Crime Aggregation Concerns
Aggregation bias may obscure the location of criminal activity when crime scores are constructed. Individual crimes frequently aggregate to a single value for the geographic area of interest such as a block group. As a result, the threat of crime may appear to be equal across the geography regardless of whether this assumption is reasonable. Consider this modeling similar to elevation mapping, where each crime stacks on top of another to generate different heights. Simply, the higher the elevation, the higher the block group’s crime score. There may be very little difference in the actual crime risk of the block group across the block group boundary lines.6 Yet, there may be a difference in the crime score, which may lead to a higher general liability insurance premium.
The aggregate number of crimes in the area serves as the foundation for a crime score. Multifamily properties receive higher crime scores based on these aggregations and higher crime scores generally lead to higher general liability insurance premiums. In some cases, the aggregate number of crimes does not accurately reflect the true amount of crime in the area. Policing agencies located within multiple counties may attribute all crime to the county with the highest population.7 In addition, duplicative reporting errors of the same crime from multiple agencies could artificially induce a higher crime score for the property.8 Furthermore, there is ample evidence that some crimes are heavily under-reported in the UCR database, which could jeopardize the precision of such crime scores.9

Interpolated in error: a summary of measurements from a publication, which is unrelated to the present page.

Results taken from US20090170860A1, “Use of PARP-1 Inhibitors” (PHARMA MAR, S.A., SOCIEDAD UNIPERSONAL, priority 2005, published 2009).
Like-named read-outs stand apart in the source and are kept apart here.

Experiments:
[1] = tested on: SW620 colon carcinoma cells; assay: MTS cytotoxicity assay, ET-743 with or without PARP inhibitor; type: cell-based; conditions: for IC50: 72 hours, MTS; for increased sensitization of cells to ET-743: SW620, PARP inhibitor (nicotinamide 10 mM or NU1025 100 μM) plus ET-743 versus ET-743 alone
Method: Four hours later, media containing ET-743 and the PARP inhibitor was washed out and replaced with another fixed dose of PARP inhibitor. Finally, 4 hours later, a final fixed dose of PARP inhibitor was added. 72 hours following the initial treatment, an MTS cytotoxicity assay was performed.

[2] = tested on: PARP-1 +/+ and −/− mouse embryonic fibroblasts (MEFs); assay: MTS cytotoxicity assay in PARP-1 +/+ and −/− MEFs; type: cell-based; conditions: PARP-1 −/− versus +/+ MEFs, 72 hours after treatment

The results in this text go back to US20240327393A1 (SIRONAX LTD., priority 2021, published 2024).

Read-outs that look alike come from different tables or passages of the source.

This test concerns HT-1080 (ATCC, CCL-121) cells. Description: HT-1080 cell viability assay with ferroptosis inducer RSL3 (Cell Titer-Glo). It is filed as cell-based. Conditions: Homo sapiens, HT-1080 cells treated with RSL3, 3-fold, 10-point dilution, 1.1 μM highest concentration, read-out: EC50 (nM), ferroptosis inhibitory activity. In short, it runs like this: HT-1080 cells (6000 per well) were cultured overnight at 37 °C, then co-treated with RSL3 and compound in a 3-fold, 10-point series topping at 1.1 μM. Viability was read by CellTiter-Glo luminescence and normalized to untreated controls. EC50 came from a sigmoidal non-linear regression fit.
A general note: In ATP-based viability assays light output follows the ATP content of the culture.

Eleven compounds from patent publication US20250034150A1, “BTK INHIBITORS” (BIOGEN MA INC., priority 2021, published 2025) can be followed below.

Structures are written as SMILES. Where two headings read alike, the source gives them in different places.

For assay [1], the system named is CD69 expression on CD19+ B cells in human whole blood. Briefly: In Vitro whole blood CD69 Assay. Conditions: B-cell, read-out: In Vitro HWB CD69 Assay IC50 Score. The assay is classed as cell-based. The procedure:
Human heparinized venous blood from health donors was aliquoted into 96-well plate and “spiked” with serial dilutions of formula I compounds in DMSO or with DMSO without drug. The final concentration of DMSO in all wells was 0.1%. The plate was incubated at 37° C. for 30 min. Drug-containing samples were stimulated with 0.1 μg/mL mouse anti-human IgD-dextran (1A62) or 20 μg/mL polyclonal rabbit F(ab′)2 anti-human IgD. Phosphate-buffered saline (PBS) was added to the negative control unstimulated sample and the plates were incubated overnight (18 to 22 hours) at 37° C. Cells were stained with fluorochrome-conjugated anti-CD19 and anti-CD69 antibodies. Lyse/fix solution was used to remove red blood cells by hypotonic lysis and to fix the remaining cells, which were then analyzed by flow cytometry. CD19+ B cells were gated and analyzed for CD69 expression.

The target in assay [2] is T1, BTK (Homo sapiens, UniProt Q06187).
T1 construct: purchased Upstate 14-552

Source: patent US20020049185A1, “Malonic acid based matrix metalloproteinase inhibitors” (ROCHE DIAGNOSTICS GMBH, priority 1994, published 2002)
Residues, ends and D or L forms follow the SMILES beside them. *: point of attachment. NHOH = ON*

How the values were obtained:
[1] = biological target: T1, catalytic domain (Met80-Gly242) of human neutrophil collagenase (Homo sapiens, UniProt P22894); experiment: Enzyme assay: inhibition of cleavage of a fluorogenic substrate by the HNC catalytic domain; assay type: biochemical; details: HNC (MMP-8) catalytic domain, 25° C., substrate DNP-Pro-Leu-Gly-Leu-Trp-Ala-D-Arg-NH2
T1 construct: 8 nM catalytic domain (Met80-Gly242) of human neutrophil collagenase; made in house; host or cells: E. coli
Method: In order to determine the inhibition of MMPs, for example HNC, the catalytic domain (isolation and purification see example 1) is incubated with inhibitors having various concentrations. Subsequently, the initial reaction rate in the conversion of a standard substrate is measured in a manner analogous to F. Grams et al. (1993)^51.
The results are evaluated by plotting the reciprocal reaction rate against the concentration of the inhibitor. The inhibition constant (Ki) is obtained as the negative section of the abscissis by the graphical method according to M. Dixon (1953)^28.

Another problem with the count-based mechanics of crime scores is their equality weighting. Crime scores implicitly weigh all types of crimes, regardless of their severity, equally. For example, a geography with three purse-snatching crimes may have the same aggregate crime score value as the geography with three homicides. The decision to weigh crime equally avoids the controversial challenge of setting values to balance crime types. A crime severity weighting might require the data provider to state that a certain number of burglaries are equal to one murder, an arduous and imperfect science to say the least.
While count-based representations of crime are convenient, there is little reason to believe all crimes are equal from an insurance risk-of-loss standpoint. Some types of crime are likely to generate substantially higher insurance claims and settlements than others. Jury awards for a homicide can be in the millions of dollars, while jury awards for robberies without an injury may only be a few thousand.10 Thus, failing to adjust for the severity of crime may result in crime scores that do not accurately reflect risk-of-loss exposure for insurance companies underwriting general liability policies.
The characteristics of a neighborhood influence the property-specific risk potential of the underlying properties. Crime is often concentrated in a small number of properties. Research indicates that nearly 50% of police calls originate from as few as 3-5% of addresses in a given geography.11 In addition, crime may concentrate in urban environments and in areas with socioeconomic inequality.12, 13 When aggregated crime within a census block group serves as the basis for crime scores, a small number of properties with high concentrations of crime can make an entire neighborhood appear dangerous. These inaccuracies could mislabel multifamily properties as potentially high-risk properties, where, in reality, they are safer than the crime score indicates.